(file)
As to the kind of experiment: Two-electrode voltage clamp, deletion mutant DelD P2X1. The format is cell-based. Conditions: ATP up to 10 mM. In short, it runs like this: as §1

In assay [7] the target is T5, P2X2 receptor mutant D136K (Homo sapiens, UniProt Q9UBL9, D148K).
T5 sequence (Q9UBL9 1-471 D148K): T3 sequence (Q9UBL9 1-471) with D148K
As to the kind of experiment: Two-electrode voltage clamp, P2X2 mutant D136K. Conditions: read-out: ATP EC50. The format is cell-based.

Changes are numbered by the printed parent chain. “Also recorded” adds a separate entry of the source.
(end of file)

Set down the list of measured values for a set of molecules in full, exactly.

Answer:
As to the kind of experiment: Two-electrode voltage clamp, deletion mutant DelD P2X1. The format is cell-based. Conditions: ATP up to 10 mM. In short, it runs like this: as §1

In assay [7] the target is T5, P2X2 receptor mutant D136K (Homo sapiens, UniProt Q9UBL9, D148K).
T5 sequence (Q9UBL9 1-471 D148K): T3 sequence (Q9UBL9 1-471) with D148K
As to the kind of experiment: Two-electrode voltage clamp, P2X2 mutant D136K. Conditions: read-out: ATP EC50. The format is cell-based.

Changes are numbered by the printed parent chain. “Also recorded” adds a separate entry of the source.